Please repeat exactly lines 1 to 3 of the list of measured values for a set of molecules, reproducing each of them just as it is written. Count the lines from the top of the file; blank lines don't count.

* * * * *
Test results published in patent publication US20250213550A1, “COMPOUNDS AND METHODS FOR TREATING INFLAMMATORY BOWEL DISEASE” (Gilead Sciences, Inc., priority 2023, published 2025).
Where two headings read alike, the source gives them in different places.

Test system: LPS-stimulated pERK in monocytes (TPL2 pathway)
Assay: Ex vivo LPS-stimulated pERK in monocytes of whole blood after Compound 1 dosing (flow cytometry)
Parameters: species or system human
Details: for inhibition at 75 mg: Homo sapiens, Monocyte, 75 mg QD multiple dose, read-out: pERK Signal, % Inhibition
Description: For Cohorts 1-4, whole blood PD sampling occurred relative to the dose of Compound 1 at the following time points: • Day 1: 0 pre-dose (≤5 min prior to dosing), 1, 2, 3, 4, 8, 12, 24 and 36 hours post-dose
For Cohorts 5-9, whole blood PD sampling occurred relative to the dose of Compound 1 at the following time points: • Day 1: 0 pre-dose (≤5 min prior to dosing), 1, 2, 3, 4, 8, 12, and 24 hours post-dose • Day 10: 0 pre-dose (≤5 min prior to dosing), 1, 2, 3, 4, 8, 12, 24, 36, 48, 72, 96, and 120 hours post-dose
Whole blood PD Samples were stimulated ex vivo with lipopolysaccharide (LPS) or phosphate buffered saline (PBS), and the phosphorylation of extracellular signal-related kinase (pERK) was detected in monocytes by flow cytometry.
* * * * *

Test results published in patent publication US20250213550A1, “COMPOUNDS AND METHODS FOR TREATING INFLAMMATORY BOWEL DISEASE” (Gilead Sciences, Inc., priority 2023, published 2025).
Where two headings read alike, the source gives them in different places.

Test system: LPS-stimulated pERK in monocytes (TPL2 pathway)